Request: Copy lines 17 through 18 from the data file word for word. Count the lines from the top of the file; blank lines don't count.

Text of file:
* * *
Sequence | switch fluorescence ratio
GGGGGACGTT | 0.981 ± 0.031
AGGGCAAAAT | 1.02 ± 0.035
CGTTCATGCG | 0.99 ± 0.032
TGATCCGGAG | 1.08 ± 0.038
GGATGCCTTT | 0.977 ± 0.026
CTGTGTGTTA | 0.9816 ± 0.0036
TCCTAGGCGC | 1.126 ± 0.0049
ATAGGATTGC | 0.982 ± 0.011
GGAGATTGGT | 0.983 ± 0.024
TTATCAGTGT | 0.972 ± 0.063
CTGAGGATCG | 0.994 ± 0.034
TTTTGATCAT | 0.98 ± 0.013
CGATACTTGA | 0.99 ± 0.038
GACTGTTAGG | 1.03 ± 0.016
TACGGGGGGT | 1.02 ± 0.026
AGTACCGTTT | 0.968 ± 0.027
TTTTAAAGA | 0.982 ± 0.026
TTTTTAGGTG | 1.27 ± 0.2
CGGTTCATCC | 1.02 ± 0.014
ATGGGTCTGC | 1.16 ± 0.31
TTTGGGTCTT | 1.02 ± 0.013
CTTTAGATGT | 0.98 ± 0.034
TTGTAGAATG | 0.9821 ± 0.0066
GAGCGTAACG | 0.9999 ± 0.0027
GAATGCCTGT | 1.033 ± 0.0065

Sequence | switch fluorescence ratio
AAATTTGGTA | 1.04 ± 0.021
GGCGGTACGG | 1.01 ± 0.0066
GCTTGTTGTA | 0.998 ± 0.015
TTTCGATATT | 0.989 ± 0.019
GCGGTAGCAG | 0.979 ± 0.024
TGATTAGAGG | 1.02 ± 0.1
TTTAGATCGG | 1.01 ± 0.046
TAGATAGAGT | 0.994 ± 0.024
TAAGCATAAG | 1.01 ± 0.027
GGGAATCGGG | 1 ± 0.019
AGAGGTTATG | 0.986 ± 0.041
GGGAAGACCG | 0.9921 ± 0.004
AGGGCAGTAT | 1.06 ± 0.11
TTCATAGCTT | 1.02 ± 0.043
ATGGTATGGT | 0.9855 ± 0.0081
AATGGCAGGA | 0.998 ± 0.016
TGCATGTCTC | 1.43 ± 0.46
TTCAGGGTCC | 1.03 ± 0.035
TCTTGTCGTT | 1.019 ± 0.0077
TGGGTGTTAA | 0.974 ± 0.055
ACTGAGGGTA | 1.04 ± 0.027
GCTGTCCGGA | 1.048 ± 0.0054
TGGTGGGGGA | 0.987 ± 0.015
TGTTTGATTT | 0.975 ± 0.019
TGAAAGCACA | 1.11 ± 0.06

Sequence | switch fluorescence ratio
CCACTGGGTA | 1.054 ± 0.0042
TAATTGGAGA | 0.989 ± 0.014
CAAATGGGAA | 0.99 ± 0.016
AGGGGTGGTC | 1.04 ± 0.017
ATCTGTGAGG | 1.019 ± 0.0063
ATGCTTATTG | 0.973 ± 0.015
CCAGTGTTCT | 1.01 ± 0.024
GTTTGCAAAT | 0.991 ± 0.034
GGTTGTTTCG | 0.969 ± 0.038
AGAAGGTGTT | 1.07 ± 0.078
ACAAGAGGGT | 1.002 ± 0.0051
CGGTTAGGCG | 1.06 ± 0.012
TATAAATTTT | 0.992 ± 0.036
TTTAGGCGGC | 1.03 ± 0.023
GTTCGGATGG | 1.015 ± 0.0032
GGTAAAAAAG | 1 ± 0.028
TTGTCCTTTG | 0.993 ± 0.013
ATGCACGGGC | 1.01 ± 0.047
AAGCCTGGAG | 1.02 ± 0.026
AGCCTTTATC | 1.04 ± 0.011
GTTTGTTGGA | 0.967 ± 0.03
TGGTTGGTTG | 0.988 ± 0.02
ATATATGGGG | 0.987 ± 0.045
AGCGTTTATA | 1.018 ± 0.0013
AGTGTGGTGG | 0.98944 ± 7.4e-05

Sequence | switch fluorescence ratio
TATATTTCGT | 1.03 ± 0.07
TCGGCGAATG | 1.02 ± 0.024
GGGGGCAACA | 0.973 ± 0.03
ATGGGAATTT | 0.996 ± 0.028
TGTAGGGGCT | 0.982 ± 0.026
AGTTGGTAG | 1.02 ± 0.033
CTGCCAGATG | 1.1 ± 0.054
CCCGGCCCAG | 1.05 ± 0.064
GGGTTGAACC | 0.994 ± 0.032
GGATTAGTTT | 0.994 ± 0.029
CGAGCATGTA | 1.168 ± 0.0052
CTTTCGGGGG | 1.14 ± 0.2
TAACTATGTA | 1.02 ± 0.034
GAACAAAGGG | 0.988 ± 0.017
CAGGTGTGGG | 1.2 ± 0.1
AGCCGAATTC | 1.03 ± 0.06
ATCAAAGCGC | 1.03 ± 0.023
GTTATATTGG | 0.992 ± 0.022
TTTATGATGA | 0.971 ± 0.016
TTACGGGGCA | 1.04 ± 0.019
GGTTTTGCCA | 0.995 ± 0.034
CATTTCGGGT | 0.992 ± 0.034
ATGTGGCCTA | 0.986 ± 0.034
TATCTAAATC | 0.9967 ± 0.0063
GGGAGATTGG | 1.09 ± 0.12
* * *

AGTACCGTTT | 0.968 ± 0.027
TTTTAAAGA | 0.982 ± 0.026